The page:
By Liam Stephenson
ANAHEIM, CA – After an animatronic dragon exploded in Disneyland California’s “Fantasmic” light show, the resulting fire seemed to forget an important spot – the entire park.
State authorities are unsure if the fire “forgot where it was or something,” as it left the glorified urinal of a park mostly unscathed. No deaths were reported, though multiple children were caught on video begging their siblings to jump into the fire à la Big Hero 6. “Once my brother dies, I’ll be like Hiro Hamada!” stated six year old Chip Johnson, who isn’t Japanese, inhumanly intelligent, or remotely anything like animated character Hiro Hamada. “And I’m only THIS MANY YEARS OLD!” Chip proceeded to hold up both of his index fingers, which he later clarified signified eleven years, not two.
Many Disney adults are reportedly suing the park for emotional damages, as the haunting moment contained more conflict than any media they’ve ever consumed. “If we didn’t have all 489 of our kids on backpack leashes, they could have DIED,” commented Belinda Turpentine, a grown, tax-paying woman wearing Minnie Mouse ears. Like many families, Belinda and her Nintendo Switch-addicted husband are now boycotting the bacteria-ridden hellhole. “It’s safe to say we won’t be coming back for a full 24 hours,” said Belinda’s husband after deepthroating a Lilo and Stitch ice cream bar. “Okay, maybe 16 hours.” The family proceeded to leave and return in 30 seconds flat, citing “Dole Whip withdrawals.”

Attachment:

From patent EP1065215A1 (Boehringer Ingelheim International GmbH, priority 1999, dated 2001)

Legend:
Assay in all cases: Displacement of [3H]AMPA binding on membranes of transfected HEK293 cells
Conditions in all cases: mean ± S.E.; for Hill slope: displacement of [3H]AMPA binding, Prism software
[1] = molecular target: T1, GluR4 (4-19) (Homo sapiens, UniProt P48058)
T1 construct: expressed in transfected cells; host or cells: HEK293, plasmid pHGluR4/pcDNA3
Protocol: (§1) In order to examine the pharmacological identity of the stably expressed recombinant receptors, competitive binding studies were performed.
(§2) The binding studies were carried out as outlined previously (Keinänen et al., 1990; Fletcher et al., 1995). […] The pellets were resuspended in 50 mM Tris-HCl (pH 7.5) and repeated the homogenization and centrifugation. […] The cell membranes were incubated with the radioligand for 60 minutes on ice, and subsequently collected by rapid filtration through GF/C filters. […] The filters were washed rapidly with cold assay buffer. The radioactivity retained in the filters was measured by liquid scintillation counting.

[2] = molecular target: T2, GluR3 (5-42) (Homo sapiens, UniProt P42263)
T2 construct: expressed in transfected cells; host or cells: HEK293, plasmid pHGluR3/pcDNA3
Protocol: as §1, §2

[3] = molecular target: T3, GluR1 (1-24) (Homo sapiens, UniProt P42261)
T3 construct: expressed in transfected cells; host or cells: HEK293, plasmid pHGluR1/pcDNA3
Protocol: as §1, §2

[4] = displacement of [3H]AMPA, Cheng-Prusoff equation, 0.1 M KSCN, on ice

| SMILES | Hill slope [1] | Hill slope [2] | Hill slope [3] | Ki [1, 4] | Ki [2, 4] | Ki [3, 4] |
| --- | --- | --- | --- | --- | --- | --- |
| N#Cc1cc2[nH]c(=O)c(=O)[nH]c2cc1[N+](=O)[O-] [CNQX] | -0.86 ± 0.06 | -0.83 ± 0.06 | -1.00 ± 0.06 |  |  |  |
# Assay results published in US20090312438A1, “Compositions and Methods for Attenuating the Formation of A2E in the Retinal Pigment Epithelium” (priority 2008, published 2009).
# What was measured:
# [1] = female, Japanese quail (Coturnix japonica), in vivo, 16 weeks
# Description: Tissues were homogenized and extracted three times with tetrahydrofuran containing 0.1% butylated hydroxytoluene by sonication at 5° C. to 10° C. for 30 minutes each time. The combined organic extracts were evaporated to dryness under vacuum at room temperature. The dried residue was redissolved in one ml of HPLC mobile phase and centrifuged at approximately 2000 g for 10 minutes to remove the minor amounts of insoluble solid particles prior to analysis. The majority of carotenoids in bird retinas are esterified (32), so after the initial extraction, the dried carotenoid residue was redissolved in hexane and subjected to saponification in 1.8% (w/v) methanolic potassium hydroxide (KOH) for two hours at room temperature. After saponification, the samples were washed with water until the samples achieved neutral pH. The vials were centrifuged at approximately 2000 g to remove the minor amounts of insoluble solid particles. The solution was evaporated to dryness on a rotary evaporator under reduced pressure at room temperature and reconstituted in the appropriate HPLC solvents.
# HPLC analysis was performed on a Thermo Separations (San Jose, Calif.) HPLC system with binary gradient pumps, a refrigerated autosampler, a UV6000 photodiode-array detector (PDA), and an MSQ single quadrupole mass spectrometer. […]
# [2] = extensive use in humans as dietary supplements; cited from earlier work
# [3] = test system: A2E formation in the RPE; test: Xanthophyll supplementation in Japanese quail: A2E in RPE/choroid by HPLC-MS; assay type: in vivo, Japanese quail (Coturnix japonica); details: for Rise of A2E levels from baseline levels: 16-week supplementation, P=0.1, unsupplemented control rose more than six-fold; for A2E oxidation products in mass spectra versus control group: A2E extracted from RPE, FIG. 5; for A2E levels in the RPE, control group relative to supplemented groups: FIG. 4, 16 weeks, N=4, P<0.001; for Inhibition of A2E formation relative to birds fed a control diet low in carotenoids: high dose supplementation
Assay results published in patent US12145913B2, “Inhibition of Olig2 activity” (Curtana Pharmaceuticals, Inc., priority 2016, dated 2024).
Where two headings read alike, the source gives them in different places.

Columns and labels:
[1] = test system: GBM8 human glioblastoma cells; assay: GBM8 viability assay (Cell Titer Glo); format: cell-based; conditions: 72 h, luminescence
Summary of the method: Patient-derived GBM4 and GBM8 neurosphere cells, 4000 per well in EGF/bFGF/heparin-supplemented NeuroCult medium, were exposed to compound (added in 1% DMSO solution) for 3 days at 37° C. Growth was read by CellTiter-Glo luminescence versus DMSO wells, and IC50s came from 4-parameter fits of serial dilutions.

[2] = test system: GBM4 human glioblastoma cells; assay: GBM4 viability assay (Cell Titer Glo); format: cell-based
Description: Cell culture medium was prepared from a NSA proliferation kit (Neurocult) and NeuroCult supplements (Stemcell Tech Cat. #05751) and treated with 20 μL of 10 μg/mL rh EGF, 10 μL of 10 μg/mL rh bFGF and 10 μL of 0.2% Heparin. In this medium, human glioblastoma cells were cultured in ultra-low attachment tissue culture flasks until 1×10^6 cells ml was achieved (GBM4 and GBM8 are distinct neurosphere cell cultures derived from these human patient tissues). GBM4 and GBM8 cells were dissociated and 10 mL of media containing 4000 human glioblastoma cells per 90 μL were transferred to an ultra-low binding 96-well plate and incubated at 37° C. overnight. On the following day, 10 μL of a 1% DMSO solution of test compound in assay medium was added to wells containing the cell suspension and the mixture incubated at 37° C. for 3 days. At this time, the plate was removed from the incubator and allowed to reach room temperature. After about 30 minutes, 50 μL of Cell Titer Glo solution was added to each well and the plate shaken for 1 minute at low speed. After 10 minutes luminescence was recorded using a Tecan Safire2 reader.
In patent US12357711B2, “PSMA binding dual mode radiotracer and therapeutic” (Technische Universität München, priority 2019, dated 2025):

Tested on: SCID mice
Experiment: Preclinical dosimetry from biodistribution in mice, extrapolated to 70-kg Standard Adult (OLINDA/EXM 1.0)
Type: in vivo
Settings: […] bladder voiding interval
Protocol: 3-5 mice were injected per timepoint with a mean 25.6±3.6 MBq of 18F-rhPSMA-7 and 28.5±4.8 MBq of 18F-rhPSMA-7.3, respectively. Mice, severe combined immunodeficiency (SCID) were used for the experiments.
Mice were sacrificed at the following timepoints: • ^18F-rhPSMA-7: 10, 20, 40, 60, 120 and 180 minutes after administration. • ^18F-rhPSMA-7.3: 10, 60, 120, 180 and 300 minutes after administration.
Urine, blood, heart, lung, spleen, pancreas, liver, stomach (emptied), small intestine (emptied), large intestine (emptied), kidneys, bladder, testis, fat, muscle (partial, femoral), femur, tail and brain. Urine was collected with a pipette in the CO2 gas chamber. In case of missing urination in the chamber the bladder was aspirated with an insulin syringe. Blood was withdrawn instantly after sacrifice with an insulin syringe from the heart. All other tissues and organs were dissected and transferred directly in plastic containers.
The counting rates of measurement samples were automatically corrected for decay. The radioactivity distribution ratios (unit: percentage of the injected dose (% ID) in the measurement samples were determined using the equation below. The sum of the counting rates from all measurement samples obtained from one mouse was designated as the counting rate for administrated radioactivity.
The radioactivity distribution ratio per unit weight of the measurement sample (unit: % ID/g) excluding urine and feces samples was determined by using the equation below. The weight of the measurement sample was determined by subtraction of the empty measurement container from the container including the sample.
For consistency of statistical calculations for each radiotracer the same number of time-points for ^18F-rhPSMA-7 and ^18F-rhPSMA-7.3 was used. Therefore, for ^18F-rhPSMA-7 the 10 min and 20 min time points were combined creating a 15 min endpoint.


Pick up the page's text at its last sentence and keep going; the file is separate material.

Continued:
The animatronic dragon was quickly rushed to the nearest Dignity Health after the incident and was miraculously revived by the power of friendship. “I wish they had just let me die,” commented the 45 feet tall animatronic, sporting an uncanny smile. “There’s nothing ‘Fantasmic’ about being a mindless entertainment robot. I’m LITERALLY a cog. I’ve never been more envious of every parent in a Disney movie. Please… I just want two to the back of the head, like Bambi’s mother…” The dragon proceeded to short circuit and sing the cute song it was programmed to perform, though 50 octaves lower and in perfect Latin.